A NEW Stratford organisation is offering hope to young people who don’t suit conventional education and are in danger of becoming marginalised or turning to crime.
New Meaning, a charity offering training and skills programmes for those aged 16 to 24 that is partly funded by Warwickshire County Council, has just opened in a warehouse on Masons Road.
When the Herald paid a visit during its first week we were impressed to see the huge cavernous space being transformed into a stylish place to hang out. This included a construction work zone, boxing gym, kitchen area and various break out zones.
It certainly doesn’t look like any other school or college in the district. And that’s not just where the differences end.
There are no A-Levels or exams, instead students can learn basic English and maths along with life skills – enabling them to live independently – and even boxing. In addition students can learn construction crafts or embark upon on-the-job training while continuing to learn new skills with New Meaning.
The teaching staff aren’t the norm either. They are down to earth, have life experiences and are used to dealing with young people who struggle to fit in.
Former boxer Adam Harper teaches construction, English, maths and boxing. He outlines what’s on offer: “New Meaning is an alternative route for learners who are struggling with mental health problems or might just need to be in a different setting. It is more relaxed here and a very different environment from mainstream schools and colleges.”
The boxing element is a way of offering students self-esteem. Adam explained: “Boxing is a passion. It offers discipline and gives kids a purpose.
“Not everyone can be Joshua Anthony, but it can give you the vehicle to drive you out of bad times. It’s definitely helped a lot of people I know, myself included. If it can steer people on to the right path then that’s great.”
After working as a football coach for 24 years, fellow tutor Nas Sahota, who looks after the work and study programme, reckons he has good insight into young people’s experiences. “As a coach you work with kids from age seven up until they are 17, you see the physical and emotional changes they go through as they grow up – that helps when you come into an environment like this.”
He continued: “We focus more on the individuals too. Schools can’t do that with groups of 30. Here there’s a lot of one-to-one and we treat them more like adults as well.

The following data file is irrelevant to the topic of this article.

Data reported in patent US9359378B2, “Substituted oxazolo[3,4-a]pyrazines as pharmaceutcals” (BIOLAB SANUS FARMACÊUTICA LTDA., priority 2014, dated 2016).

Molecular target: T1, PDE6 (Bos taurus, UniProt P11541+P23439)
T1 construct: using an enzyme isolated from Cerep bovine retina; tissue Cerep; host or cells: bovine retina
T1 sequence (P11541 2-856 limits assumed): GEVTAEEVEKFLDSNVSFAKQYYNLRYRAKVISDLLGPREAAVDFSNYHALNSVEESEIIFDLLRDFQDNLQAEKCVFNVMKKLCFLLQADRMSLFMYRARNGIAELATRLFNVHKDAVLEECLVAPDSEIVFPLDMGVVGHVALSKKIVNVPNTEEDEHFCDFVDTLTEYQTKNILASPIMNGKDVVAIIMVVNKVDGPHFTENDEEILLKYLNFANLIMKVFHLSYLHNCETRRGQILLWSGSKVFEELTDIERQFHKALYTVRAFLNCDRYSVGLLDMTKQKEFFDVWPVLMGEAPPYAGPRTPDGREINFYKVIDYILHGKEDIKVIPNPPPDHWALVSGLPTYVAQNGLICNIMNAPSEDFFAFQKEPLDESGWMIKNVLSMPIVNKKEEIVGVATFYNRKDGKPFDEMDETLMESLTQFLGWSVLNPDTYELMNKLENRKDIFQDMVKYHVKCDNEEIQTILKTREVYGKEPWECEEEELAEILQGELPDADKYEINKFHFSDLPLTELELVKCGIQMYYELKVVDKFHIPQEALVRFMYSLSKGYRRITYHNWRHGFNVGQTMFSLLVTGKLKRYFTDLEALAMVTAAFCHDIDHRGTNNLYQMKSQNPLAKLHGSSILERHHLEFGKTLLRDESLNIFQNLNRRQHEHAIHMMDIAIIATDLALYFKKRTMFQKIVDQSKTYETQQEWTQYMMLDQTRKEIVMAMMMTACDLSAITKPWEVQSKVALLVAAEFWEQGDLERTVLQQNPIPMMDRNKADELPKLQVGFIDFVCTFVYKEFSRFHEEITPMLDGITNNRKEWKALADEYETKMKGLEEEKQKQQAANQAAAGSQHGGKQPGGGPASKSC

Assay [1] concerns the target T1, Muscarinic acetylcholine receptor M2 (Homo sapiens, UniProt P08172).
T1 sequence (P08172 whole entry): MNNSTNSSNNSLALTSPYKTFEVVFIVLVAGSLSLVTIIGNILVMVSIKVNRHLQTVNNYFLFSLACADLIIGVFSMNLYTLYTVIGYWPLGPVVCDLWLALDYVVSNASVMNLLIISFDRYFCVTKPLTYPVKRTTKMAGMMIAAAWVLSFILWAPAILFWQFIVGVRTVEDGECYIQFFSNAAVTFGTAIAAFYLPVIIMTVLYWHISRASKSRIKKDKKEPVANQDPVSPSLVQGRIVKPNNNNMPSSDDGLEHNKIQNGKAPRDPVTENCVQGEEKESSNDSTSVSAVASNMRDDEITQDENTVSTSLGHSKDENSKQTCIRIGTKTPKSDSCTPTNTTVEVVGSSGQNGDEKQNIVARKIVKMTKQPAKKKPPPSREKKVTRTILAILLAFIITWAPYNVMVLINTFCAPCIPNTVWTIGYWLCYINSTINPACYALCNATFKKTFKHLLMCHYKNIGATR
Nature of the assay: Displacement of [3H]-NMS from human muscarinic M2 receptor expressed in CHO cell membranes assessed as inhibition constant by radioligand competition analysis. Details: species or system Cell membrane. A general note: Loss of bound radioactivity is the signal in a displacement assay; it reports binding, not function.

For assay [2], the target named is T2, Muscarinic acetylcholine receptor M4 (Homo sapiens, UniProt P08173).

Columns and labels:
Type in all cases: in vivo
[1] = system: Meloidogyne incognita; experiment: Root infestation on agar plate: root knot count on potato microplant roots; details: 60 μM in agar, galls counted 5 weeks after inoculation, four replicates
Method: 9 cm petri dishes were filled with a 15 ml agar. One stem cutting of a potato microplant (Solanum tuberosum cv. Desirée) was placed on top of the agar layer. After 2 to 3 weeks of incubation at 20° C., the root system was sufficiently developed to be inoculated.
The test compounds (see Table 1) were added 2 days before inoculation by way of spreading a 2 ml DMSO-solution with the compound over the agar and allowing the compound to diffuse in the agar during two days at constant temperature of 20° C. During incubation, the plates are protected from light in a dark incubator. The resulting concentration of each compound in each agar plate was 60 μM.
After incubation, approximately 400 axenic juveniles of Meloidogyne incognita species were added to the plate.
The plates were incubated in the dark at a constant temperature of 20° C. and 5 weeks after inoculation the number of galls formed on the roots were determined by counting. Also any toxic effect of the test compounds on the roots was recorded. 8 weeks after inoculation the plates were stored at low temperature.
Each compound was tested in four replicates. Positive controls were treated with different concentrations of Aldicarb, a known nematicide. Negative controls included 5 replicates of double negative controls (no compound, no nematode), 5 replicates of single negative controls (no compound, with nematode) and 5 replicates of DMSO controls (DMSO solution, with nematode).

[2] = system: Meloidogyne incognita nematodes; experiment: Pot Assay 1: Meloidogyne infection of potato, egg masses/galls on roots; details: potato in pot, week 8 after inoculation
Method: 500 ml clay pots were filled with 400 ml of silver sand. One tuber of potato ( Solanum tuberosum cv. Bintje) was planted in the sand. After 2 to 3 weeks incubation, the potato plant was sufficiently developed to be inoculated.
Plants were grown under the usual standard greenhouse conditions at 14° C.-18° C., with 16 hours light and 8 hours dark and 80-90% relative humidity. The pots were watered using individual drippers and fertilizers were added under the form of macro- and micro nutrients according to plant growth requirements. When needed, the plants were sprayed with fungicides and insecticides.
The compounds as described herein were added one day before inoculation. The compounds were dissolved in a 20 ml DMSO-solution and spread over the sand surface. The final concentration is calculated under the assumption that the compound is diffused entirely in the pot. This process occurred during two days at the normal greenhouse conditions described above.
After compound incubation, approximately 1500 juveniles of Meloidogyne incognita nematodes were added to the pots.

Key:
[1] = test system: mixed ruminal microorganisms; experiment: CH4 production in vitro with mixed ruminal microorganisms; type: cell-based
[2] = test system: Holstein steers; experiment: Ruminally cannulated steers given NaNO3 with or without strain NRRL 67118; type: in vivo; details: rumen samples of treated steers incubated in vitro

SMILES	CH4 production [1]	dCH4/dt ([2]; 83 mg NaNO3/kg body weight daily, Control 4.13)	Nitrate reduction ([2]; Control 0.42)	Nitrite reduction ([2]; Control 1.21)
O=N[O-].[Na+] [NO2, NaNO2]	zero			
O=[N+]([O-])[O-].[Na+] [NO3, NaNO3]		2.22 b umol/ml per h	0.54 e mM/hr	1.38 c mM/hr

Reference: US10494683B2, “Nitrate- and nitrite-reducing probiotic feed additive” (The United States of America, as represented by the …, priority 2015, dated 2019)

“We form a bond with them – it’s not like the conventional relationship that kids have with teachers.”
Another tutor that knows about troubled starts is Carl Coleman, who worked at Warwickshire detention centre Rainsbrook for 13 years.
“Working in the prison system you see the revolving door – young people going out only to come back in again,” explained Carl who is the head of construction at New Meaning. “For some of them being locked up inside is preferable to being in their own home, and that’s sad. It definitely got worse when Theresa May shut down all the youth clubs.”
Adam agrees, he continued: “I’m 33 now and when I was at school doing GCSEs a few young people participated in the use of cannabis. Now working with young people I find children in Year 7 using class A drugs and it’s scary. Whatever is happening around the world it’s getting worse.
“With youth funding being cut by the government it’s left them no option but to roam the street, with no real ambition or desire. Now when I ask them how are you going to make money, the majority of them answer dealing drugs and it’s frightening that is foremost in young people’s minds.”
New Meaning was founded in 2006 by David Lett and John Evans who focused on motivating, enabling and facilitating change in young people and those without jobs through a range of programmes.
This ethos is very much being continued by the impressive people at the new Stratford centre.
Adam summed up their mission: “Fundamentally we have to embed a new attitude in the students and encourage them to make the most of any opportunities open to them, rather than being lazy or naïve.”